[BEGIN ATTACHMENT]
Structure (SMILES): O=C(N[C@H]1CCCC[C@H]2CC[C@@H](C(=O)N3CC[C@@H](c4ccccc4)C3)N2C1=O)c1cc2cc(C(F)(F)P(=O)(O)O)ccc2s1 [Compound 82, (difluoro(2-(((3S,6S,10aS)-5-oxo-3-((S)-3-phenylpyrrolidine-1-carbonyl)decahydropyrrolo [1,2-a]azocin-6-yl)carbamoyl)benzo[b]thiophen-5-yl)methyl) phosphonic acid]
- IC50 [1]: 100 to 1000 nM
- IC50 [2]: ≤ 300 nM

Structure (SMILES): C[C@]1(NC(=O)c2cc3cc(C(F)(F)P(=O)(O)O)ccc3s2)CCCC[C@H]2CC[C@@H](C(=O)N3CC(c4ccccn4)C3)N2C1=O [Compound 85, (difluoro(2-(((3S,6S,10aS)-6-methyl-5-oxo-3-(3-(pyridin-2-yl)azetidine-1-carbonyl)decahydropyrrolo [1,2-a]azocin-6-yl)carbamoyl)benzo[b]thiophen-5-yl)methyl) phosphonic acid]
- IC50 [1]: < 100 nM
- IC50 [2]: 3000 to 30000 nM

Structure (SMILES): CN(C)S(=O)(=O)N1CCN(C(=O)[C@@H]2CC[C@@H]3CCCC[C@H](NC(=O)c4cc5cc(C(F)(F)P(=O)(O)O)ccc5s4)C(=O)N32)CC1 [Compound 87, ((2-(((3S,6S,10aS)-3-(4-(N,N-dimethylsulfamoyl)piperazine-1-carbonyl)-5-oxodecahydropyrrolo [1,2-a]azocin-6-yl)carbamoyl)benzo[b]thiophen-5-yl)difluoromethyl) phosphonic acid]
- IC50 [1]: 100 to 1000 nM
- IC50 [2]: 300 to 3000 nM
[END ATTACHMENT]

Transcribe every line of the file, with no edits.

Structure (SMILES): O=C(N[C@H]1CCCC[C@H]2CC[C@@H](C(=O)N3CC[C@@H](c4ccccc4)C3)N2C1=O)c1cc2cc(C(F)(F)P(=O)(O)O)ccc2s1 [Compound 82, (difluoro(2-(((3S,6S,10aS)-5-oxo-3-((S)-3-phenylpyrrolidine-1-carbonyl)decahydropyrrolo [1,2-a]azocin-6-yl)carbamoyl)benzo[b]thiophen-5-yl)methyl) phosphonic acid]
- IC50 [1]: 100 to 1000 nM
- IC50 [2]: ≤ 300 nM

Structure (SMILES): C[C@]1(NC(=O)c2cc3cc(C(F)(F)P(=O)(O)O)ccc3s2)CCCC[C@H]2CC[C@@H](C(=O)N3CC(c4ccccn4)C3)N2C1=O [Compound 85, (difluoro(2-(((3S,6S,10aS)-6-methyl-5-oxo-3-(3-(pyridin-2-yl)azetidine-1-carbonyl)decahydropyrrolo [1,2-a]azocin-6-yl)carbamoyl)benzo[b]thiophen-5-yl)methyl) phosphonic acid]
- IC50 [1]: < 100 nM
- IC50 [2]: 3000 to 30000 nM

Structure (SMILES): CN(C)S(=O)(=O)N1CCN(C(=O)[C@@H]2CC[C@@H]3CCCC[C@H](NC(=O)c4cc5cc(C(F)(F)P(=O)(O)O)ccc5s4)C(=O)N32)CC1 [Compound 87, ((2-(((3S,6S,10aS)-3-(4-(N,N-dimethylsulfamoyl)piperazine-1-carbonyl)-5-oxodecahydropyrrolo [1,2-a]azocin-6-yl)carbamoyl)benzo[b]thiophen-5-yl)difluoromethyl) phosphonic acid]
- IC50 [1]: 100 to 1000 nM
- IC50 [2]: 300 to 3000 nM